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As the gardening season winds down, many of us will begin cleaning up our landscapes for the winter. While cutting back dead plants and raking leaves can make for a clean-looking yard, it may not be the best thing for pollinators and other wildlife that inhabit our landscapes.
What should I do with my leaves?
Leaves in lawns are commonly raked up and then bagged to be taken away or burned. Instead of getting rid of your leaves, consider leaving at least some of them where they are. Leaving leaves in garden beds or out of the way areas will provide habitat for overwintering insects like swallowtails, luna moths, and bumble bee queens.
One common concern with fallen leaves is that they will smoother and kill turfgrass. This is certainly true if you have a thick layer of leaves on your lawn. However, if only 10%-20% of your lawn is covered in leaves, they can be left where they are. If more of your yard is covered, you can rake the leaves from your lawn into garden beds or other areas of your property where they can serve as a mulch and break down over time.
Alternatively, leaves in your lawn can be mowed over and mulched into your turf. This will help return nutrients back into the soil and build organic matter.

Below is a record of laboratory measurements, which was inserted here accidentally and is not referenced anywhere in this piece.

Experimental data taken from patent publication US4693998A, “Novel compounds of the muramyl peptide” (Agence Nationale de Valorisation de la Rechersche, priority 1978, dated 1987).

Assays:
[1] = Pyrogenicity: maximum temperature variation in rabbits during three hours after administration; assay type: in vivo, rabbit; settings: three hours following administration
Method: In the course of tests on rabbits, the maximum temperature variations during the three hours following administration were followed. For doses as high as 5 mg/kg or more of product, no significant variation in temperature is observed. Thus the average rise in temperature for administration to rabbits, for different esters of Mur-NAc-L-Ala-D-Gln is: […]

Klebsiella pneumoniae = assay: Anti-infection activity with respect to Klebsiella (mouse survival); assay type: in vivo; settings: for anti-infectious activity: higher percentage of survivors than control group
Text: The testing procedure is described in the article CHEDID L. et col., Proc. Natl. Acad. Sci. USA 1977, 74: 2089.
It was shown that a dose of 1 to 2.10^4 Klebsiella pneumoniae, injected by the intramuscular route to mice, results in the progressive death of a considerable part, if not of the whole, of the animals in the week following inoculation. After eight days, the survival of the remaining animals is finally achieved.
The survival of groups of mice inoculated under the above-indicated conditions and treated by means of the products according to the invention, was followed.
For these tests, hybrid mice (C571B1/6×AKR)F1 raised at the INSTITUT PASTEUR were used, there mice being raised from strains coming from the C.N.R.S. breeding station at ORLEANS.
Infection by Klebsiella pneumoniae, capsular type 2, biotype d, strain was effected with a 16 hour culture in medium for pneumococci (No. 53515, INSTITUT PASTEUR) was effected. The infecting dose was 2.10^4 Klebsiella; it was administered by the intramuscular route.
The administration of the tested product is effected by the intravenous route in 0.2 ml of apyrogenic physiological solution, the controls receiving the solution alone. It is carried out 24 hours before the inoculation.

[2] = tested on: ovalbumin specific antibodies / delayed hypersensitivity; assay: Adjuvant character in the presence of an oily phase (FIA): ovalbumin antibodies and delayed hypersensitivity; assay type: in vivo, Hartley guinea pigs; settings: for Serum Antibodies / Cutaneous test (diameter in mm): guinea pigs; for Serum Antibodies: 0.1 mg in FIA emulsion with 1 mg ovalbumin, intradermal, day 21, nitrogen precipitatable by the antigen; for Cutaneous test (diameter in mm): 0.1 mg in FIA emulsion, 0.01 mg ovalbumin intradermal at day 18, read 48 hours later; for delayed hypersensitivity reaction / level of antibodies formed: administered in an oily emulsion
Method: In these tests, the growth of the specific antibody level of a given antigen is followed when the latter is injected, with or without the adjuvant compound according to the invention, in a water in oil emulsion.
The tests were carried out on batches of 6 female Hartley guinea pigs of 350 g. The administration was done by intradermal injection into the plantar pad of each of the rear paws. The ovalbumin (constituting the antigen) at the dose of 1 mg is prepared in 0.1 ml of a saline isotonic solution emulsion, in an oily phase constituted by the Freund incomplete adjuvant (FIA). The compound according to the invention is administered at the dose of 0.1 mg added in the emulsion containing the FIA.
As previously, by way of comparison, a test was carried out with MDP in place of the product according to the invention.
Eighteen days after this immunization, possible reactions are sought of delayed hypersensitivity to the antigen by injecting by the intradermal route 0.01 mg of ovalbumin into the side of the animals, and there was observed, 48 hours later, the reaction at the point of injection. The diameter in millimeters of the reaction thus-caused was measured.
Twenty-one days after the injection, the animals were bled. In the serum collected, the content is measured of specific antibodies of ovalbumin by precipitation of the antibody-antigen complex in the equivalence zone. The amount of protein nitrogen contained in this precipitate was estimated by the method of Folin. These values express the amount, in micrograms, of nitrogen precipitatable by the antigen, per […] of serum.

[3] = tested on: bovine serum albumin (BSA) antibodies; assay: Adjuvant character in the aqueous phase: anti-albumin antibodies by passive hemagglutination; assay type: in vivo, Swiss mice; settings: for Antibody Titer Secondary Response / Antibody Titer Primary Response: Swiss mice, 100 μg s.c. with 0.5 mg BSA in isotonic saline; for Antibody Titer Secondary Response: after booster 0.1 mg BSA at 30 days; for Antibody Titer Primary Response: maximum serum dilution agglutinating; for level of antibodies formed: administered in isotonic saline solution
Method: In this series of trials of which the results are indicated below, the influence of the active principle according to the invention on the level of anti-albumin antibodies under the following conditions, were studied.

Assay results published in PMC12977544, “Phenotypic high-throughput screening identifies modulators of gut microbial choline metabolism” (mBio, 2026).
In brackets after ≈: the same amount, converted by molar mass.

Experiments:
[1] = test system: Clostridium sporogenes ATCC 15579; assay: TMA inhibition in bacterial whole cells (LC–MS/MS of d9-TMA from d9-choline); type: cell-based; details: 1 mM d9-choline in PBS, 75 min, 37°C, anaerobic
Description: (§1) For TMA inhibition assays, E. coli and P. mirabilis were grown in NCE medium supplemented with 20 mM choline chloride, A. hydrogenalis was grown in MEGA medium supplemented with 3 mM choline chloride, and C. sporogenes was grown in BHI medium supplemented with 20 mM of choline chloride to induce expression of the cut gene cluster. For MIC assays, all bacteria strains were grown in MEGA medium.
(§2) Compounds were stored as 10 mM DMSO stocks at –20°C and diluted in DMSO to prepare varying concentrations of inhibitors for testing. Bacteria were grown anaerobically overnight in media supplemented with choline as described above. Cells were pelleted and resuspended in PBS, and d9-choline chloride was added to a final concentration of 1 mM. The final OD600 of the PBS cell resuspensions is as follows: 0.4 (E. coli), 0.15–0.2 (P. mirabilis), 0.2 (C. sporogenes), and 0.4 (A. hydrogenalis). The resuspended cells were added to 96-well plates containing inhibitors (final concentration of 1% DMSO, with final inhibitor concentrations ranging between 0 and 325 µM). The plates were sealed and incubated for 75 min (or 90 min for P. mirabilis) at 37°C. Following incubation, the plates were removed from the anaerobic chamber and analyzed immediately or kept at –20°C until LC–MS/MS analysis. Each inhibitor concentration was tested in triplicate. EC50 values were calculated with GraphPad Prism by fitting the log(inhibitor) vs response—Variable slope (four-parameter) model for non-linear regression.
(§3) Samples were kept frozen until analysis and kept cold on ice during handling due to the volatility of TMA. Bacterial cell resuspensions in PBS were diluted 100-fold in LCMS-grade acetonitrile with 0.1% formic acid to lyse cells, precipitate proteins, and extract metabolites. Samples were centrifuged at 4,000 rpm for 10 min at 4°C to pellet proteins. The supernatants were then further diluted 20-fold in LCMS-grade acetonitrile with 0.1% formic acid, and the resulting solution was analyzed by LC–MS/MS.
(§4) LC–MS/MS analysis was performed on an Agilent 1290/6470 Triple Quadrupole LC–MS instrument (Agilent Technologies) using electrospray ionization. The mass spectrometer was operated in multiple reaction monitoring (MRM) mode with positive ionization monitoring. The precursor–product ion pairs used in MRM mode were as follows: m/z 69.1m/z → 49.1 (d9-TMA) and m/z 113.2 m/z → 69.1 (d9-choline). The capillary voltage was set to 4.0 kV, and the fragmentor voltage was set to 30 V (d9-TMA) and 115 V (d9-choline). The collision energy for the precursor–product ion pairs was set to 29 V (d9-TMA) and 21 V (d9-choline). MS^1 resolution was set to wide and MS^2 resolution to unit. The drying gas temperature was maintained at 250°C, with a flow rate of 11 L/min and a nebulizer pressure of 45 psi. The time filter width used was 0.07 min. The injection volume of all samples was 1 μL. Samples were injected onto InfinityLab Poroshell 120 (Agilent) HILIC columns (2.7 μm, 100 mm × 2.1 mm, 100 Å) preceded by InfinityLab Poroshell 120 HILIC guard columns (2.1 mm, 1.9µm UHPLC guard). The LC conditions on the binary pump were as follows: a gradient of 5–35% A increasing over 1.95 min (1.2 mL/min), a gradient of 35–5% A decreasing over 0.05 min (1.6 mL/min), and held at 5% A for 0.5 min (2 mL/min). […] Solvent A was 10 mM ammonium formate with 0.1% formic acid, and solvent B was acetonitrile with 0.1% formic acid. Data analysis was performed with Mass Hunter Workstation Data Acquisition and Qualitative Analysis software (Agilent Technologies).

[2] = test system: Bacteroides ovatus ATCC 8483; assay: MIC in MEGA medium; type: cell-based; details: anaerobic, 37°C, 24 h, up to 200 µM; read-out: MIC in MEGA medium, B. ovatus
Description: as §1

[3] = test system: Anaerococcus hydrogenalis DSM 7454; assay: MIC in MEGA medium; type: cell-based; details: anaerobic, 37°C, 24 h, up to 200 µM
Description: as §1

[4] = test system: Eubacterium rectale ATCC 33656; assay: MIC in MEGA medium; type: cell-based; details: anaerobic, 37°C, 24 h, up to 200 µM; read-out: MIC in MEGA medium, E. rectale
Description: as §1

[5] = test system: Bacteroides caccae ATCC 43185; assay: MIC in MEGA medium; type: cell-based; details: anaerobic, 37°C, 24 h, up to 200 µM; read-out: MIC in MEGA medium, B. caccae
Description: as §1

Cleaning up perennial plants
Instead of cutting down dead plant material this fall, wait to remove it until the spring and embrace its beauty this winter. Leaving flower stalks, dead/dried leaves, and grasses stand can add dimension and visual interest to a landscape.
This dead plant material can also be habitat for pollinators and other beneficial insects. Some of these insects may lay their eggs on these plants. Many butterflies will also pupate and spend the winter on these plants as well. By leaving this plant material in the landscape, we can preserve these insects for next year.
Leaving flower stalks in your landscape can also benefit birds. The seed heads of these plants can be an important food source for seed eating birds, like finches, during the winter. Additionally, the insects that overwinter on these plants will provide food for these birds’ babies in the spring.
If you feel like you need to cut back your plant material, keep it in your landscape instead of getting rid of it. If you remove flower stalks, bundle them up and put them in an out-of-the-way area. Some of our native bee species may utilize these hollow stems as their nests.
One exception to waiting to clean up flower beds is if you’ve had issues with diseases. Often these organisms will overwinter on plant debris, so cleaning up diseased plant material can help reduce problems with them next year.
Instead of being in hurry to clean up, channel your inner procrastinator and enjoy the changing seasons. The things you “need” to clean up will still be there come spring.
When using leaves as mulch, make sure to leave some bare patches of ground, around 70 percent of native bee species nest in the ground.
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